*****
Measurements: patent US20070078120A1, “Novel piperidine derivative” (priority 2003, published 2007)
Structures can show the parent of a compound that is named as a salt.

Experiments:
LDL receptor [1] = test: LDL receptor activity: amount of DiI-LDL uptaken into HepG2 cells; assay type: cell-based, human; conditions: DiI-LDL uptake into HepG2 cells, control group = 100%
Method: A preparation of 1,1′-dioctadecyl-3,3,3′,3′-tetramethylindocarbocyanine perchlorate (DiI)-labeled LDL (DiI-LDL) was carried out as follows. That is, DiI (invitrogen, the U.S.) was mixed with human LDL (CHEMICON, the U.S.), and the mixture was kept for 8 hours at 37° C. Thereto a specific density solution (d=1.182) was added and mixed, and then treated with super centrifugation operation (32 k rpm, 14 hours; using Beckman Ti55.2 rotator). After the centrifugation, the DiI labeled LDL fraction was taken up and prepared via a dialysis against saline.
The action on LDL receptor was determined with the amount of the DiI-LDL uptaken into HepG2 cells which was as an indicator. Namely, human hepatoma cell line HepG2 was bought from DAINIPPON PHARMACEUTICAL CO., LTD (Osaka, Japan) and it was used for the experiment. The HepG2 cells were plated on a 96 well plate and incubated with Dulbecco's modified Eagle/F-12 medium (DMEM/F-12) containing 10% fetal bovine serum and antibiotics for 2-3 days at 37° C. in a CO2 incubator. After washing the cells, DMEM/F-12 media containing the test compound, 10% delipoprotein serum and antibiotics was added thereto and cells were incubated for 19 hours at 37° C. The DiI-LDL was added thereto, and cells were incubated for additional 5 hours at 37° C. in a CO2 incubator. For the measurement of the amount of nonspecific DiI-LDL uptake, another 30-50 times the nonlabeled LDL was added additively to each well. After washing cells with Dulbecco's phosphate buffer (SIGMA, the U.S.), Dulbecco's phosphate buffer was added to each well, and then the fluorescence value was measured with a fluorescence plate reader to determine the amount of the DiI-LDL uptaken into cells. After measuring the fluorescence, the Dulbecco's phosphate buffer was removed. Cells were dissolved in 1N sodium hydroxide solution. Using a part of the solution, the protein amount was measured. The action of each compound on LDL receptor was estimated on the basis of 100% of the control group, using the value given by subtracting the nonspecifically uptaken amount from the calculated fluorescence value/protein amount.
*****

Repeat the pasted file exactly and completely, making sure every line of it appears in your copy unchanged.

Measurements: patent US20070078120A1, “Novel piperidine derivative” (priority 2003, published 2007)
Structures can show the parent of a compound that is named as a salt.

Experiments:
LDL receptor [1] = test: LDL receptor activity: amount of DiI-LDL uptaken into HepG2 cells; assay type: cell-based, human; conditions: DiI-LDL uptake into HepG2 cells, control group = 100%
Method: A preparation of 1,1′-dioctadecyl-3,3,3′,3′-tetramethylindocarbocyanine perchlorate (DiI)-labeled LDL (DiI-LDL) was carried out as follows. That is, DiI (invitrogen, the U.S.) was mixed with human LDL (CHEMICON, the U.S.), and the mixture was kept for 8 hours at 37° C. Thereto a specific density solution (d=1.182) was added and mixed, and then treated with super centrifugation operation (32 k rpm, 14 hours; using Beckman Ti55.2 rotator). After the centrifugation, the DiI labeled LDL fraction was taken up and prepared via a dialysis against saline.
The action on LDL receptor was determined with the amount of the DiI-LDL uptaken into HepG2 cells which was as an indicator. Namely, human hepatoma cell line HepG2 was bought from DAINIPPON PHARMACEUTICAL CO., LTD (Osaka, Japan) and it was used for the experiment. The HepG2 cells were plated on a 96 well plate and incubated with Dulbecco's modified Eagle/F-12 medium (DMEM/F-12) containing 10% fetal bovine serum and antibiotics for 2-3 days at 37° C. in a CO2 incubator. After washing the cells, DMEM/F-12 media containing the test compound, 10% delipoprotein serum and antibiotics was added thereto and cells were incubated for 19 hours at 37° C. The DiI-LDL was added thereto, and cells were incubated for additional 5 hours at 37° C. in a CO2 incubator. For the measurement of the amount of nonspecific DiI-LDL uptake, another 30-50 times the nonlabeled LDL was added additively to each well. After washing cells with Dulbecco's phosphate buffer (SIGMA, the U.S.), Dulbecco's phosphate buffer was added to each well, and then the fluorescence value was measured with a fluorescence plate reader to determine the amount of the DiI-LDL uptaken into cells. After measuring the fluorescence, the Dulbecco's phosphate buffer was removed. Cells were dissolved in 1N sodium hydroxide solution. Using a part of the solution, the protein amount was measured. The action of each compound on LDL receptor was estimated on the basis of 100% of the control group, using the value given by subtracting the nonspecifically uptaken amount from the calculated fluorescence value/protein amount.